My time in high school wasn’t all bad, it was just utterly nonproductive academically.  Like many teenagers with a passion for music, I had been learning how to play the guitar and the instrument was becoming a big part of my life.  Unlike most teenagers, I was genuinely improving on the instrument and recognized that something important was happening: through music and the guitar I discovered a device through which I could make substantial time investments and reap substantial rewards.  It was something I was good at, that brought me enjoyment, and that I could use to provide some degree of structure in my increasingly destructuring home life.  Music made sense, and was healthy and productive. Unsurprisingly, I was a teenager who was pursuing this gift over an institution that was mostly a source of confusion, frustration, and disharmony.

There were times where I tried to make both school and music equal priorities.  My freshman year went very poorly and this left me feeling both upset and concerned about what could happen over the next three years.  According to others, I was turning into one of those troubled-youth types, and this was incredibly fucking irritating to me. Yet, for all the cliques and pathways and niches that exist in high school, somehow this one was a better fit for me than the others.  I retaliated during the first semester of my sophomore year by earning grades that were more in line with my true academic abilities. I earned a 3.67 GPA in my college prep classes: four As and two Bs. This was still below my true level—the only thing I changed was that I did my assigned homework every night—but I never studied because it cut too much into my music time.

It is now necessary to point out that there is a natural reward that comes along with performing hard work, and I did my best to develop this type of relationship with school as I had with music.  I did feel rewarded, but only in the sense that I got to be the long-haired music-loving hippy classmate who could also somehow get really good grades. It felt more like a nifty parlor trick I was performing for my classmates and teachers than anything else. The work was not challenging and oftentimes I could perceive how haphazardly curricula were put together and delivered. My efforts did not last and, by the end of the year, things would return mostly to how they were before: with me losing interest in school and focusing on my own projects.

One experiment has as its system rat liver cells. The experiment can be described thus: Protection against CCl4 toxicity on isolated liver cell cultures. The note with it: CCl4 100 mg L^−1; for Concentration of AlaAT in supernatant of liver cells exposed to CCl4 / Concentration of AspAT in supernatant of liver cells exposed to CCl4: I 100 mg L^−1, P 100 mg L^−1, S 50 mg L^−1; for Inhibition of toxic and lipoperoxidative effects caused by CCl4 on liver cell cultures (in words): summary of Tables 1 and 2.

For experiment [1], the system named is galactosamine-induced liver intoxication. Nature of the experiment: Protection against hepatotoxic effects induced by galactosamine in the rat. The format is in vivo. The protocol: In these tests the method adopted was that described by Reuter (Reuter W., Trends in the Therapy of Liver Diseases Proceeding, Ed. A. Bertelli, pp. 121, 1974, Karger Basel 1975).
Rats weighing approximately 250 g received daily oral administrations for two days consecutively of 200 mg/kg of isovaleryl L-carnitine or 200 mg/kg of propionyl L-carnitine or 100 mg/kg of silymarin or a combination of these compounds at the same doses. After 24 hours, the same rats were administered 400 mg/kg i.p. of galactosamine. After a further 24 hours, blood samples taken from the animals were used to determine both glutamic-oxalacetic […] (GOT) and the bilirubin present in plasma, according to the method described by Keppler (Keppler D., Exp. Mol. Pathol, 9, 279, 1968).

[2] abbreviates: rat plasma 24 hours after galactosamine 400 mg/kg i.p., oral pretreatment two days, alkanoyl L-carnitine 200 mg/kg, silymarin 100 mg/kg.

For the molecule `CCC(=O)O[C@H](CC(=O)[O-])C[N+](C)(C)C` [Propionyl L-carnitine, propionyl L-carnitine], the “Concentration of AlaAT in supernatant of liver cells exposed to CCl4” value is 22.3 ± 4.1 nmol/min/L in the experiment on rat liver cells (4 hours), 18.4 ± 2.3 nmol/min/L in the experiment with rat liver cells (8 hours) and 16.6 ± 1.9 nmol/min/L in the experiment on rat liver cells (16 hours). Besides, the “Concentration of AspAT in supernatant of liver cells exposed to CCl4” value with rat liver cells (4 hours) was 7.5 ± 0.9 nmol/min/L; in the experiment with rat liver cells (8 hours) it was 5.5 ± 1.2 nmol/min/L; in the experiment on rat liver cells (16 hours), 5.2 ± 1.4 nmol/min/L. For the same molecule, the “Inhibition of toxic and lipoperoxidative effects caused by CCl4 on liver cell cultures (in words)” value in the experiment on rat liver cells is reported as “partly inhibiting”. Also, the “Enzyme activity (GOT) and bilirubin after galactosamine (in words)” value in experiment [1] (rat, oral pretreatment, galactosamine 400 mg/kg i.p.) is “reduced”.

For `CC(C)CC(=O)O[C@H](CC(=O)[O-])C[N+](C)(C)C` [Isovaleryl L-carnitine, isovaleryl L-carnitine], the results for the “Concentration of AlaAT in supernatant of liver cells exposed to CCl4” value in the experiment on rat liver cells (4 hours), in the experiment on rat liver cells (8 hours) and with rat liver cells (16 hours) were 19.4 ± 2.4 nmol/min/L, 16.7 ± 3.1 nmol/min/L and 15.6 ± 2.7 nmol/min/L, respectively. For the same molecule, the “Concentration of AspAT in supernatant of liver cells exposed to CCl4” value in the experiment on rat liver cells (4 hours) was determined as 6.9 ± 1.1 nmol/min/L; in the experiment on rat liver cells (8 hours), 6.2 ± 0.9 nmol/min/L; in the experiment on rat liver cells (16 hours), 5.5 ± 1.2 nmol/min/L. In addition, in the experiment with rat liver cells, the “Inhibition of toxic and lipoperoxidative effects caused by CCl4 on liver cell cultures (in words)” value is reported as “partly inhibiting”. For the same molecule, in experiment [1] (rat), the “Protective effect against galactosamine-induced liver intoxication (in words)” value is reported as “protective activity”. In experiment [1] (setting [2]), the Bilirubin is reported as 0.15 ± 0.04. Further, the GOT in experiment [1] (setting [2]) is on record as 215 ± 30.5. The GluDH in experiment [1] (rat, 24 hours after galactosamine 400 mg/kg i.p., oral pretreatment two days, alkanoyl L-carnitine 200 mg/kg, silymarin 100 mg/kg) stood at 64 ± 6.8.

One unique aspect of my personality is that I will oftentimes still care about something when no one else does, so I was soon back to scheming up ways to make school a sustainable priority in my life. After my efforts in the previous year, I determined that the biggest issue within my control was that I wasn’t being challenged enough by my schoolwork to stay engaged.  Before my junior year, I spoke with my academic counselor and requested to be placed in the Humanities program, which was a pathway where students could earn honors credit.  It also happened to be the same program in which a certain girl was enrolled; she had been the object of my affection since I first conversed with her back in the fifth grade. So I got a little creative and leveraged this romantic interest to generate additional motivation to focus on my school work and, hopefully, generate some positive change in multiple areas of my life. It was a brilliant plan—how could it not work?